WASHINGTON – The U.S. Drug Enforcement Administration has launched a new campaign encouraging the public to make Every Day Take Back Day by utilizing year-round collection sites to dispose of unneeded and unwanted medications.
For more than a decade, DEA has worked with state and local law enforcement partners to host National Prescription Drug Take Back Days each year to help Americans rid their homes of unneeded medications. The Take Back program has received an overwhelming response from communities across the country.
In 2023, DEA collected more than 1.2 million pounds of unneeded medications at more than 4,600 sites nationwide during its two one-day events.
Operation UNITE is a regular participant in the twice-yearly Take Back Day events, having collected more than 58,833 pounds of unwanted or expired medications. Typically, UNITE is responsible for about one-third of Kentucky’s total each Take Back Day.
In addition, UNITE maintains 48 medication drop boxes for citizens to utilize throughout the year. These boxes provide the public an easy, no-cost opportunity to anonymously dispose of medications that are no longer needed.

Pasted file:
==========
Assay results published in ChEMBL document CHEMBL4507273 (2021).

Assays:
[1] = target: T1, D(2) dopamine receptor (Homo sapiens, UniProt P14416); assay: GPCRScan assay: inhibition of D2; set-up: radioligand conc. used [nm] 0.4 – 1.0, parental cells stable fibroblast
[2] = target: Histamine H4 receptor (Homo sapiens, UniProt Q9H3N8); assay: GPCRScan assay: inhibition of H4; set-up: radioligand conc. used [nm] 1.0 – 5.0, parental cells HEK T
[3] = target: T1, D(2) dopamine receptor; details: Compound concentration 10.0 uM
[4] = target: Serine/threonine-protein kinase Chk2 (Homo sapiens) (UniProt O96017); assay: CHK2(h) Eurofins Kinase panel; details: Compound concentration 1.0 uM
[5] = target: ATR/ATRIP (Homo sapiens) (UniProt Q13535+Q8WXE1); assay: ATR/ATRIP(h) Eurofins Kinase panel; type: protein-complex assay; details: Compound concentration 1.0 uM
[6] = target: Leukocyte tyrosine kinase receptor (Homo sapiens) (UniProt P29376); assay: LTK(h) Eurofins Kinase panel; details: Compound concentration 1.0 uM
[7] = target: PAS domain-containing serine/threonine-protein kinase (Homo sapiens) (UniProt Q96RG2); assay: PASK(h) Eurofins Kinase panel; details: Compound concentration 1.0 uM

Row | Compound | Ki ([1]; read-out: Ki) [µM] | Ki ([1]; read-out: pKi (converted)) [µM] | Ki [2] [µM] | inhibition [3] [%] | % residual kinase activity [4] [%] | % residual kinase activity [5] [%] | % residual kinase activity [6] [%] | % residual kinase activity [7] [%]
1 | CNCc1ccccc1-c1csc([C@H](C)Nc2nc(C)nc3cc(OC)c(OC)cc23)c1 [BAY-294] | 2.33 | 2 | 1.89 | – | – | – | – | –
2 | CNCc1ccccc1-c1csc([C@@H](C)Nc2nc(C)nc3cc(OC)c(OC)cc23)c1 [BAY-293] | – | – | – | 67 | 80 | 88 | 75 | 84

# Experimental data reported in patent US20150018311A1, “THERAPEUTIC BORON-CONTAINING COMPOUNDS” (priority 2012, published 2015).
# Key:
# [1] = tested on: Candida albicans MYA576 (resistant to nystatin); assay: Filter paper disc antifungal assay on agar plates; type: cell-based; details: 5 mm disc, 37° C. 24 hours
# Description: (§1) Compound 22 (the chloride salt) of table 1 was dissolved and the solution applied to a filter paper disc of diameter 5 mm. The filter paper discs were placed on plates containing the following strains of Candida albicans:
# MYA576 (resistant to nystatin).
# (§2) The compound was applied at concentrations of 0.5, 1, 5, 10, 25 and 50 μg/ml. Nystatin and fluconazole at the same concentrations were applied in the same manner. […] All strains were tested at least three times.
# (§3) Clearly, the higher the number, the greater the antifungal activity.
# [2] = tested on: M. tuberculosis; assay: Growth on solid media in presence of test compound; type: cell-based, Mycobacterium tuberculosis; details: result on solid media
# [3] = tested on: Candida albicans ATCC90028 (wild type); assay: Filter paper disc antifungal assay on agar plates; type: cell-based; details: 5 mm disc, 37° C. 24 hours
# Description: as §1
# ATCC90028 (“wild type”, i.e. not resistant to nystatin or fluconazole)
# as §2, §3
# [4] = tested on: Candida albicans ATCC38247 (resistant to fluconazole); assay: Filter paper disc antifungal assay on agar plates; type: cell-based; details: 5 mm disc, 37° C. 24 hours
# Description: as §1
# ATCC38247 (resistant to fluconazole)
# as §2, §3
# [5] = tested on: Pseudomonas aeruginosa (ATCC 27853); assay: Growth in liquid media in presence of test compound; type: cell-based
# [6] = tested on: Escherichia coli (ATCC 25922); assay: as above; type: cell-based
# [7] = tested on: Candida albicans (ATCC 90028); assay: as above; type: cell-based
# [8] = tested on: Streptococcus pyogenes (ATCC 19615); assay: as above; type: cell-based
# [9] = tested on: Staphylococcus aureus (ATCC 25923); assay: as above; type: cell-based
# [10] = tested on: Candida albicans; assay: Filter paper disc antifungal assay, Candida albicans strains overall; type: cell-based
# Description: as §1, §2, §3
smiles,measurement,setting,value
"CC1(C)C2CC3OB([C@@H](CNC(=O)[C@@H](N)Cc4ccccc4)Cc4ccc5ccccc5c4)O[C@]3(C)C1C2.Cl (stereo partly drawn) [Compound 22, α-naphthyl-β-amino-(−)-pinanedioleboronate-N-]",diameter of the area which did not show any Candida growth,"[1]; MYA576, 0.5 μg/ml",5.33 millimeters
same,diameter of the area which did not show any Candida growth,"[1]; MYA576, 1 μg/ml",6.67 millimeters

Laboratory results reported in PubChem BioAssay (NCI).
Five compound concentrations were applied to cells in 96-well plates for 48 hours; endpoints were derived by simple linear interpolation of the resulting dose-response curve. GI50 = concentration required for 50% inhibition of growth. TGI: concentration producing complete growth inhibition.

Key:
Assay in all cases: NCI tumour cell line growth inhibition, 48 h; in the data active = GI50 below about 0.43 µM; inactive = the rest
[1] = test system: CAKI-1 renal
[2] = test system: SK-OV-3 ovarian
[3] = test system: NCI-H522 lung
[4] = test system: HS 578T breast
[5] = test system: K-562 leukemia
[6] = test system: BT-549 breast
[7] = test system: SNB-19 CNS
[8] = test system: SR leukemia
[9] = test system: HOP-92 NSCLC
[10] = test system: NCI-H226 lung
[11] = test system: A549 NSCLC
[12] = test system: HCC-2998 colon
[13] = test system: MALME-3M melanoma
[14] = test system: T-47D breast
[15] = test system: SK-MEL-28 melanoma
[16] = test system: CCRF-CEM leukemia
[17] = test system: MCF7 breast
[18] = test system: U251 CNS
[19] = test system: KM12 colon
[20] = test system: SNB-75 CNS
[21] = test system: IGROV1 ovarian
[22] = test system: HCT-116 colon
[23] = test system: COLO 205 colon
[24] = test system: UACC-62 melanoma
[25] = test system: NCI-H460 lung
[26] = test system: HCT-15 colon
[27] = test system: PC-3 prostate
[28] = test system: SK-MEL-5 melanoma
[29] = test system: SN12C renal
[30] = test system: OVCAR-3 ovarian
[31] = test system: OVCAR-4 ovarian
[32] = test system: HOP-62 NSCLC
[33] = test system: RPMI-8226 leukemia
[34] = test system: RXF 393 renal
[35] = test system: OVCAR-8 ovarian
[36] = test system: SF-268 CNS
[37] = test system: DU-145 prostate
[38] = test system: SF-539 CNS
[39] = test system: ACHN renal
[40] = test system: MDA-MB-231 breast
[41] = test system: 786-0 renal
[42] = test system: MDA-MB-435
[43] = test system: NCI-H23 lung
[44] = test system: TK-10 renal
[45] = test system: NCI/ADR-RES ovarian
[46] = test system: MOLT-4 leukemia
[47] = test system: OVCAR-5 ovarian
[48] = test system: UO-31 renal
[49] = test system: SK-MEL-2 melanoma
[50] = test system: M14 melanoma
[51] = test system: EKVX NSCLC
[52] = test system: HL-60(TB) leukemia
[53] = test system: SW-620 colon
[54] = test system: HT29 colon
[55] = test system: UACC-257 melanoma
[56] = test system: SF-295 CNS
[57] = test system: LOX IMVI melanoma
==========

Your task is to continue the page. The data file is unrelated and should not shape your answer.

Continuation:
Because UNITE is not a “registered agent” with the DEA because it does not dispense drugs, UNITE’s drop boxes are not listed among the 17,000 pharmacies in the United States listed in the DEA’s on-line locator (link below). If you are in southern or eastern Kentucky, simply click here to find a list of UNITE’s medication drop box locations.
Take Back Day has helped Americans easily rid their homes of unwanted or expired medications. These medications can be a gateway to addiction and have helped fuel the opioid epidemic.
According to a report published by the Substance Abuse and Mental Health Services Administration (SAMHSA), a majority of people who use a prescription medication for a nonmedical purpose obtained that medication from a family member or friend. Removing unnecessary medications from the home can help prevent situations involving not taking medication as intended or dosed; taking someone else’s prescription; and taking the medicine for euphoric effects rather than medicinal purposes.
“DEA has worked closely with the registrant community to dramatically increase the number of permanent disposal sites accessible to Americans. As a result, members of the public can now go to any one of 17,000 pharmacies across the nation to dispose of unused prescription medications any day of the year,” said DEA Administrator Anne Milgram. “I encourage everyone to take advantage of these collection sites and make every day Take Back Day.”
Make Every Day Take Back Day by visiting our locator site to find a pharmacy, hospital, or business with a DEA-registered year-round collection near you. In addition, many local police departments provide year-round drug disposal boxes.